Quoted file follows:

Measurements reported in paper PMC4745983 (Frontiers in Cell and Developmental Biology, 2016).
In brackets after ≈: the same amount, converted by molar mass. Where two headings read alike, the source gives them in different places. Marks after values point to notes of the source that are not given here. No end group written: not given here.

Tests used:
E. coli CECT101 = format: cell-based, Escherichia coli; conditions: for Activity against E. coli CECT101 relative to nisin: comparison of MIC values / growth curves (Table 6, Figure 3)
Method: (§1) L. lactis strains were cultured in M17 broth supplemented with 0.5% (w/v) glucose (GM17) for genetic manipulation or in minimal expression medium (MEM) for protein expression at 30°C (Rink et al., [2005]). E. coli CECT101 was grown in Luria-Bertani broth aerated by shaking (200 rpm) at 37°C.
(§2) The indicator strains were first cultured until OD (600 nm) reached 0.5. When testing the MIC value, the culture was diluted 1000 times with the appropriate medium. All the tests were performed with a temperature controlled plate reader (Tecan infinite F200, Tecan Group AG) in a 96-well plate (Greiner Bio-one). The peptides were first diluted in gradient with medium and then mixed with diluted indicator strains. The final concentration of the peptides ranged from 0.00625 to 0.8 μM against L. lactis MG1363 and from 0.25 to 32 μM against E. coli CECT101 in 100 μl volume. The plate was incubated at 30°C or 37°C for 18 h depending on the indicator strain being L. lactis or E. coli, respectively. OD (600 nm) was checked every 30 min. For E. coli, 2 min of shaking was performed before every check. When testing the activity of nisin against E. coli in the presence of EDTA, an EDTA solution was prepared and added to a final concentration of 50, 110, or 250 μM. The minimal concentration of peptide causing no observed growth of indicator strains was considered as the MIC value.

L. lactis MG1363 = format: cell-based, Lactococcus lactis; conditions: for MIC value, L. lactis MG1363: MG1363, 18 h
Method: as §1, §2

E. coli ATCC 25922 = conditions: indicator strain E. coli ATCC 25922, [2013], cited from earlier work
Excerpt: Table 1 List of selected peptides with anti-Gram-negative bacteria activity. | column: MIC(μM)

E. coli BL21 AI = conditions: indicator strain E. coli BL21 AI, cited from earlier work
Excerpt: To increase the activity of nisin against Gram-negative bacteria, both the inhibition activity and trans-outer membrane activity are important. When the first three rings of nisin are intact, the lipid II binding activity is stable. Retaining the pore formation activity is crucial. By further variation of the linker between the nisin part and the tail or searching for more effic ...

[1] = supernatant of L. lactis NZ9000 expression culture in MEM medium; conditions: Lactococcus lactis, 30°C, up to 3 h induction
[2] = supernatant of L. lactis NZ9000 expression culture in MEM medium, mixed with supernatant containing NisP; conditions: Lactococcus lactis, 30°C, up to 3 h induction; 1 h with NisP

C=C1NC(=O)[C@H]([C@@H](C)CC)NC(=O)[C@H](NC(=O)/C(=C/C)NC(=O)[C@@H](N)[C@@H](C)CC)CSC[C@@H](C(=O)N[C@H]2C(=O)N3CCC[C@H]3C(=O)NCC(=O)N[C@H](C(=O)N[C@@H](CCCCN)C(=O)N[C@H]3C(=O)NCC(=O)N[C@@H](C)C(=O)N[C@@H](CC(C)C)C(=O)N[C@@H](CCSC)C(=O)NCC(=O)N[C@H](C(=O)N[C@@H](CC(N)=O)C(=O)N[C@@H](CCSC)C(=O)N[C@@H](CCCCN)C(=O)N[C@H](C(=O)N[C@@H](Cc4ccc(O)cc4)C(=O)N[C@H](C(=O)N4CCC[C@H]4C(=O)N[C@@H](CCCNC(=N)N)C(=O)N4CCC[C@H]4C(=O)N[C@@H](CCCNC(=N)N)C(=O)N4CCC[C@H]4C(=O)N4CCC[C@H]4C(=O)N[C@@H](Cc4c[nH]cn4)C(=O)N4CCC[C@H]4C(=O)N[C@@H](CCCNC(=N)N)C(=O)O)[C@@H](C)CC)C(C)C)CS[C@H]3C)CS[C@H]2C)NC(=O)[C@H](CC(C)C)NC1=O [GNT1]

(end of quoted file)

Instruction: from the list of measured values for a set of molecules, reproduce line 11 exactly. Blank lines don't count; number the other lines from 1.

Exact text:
E. coli BL21 AI = conditions: indicator strain E. coli BL21 AI, cited from earlier work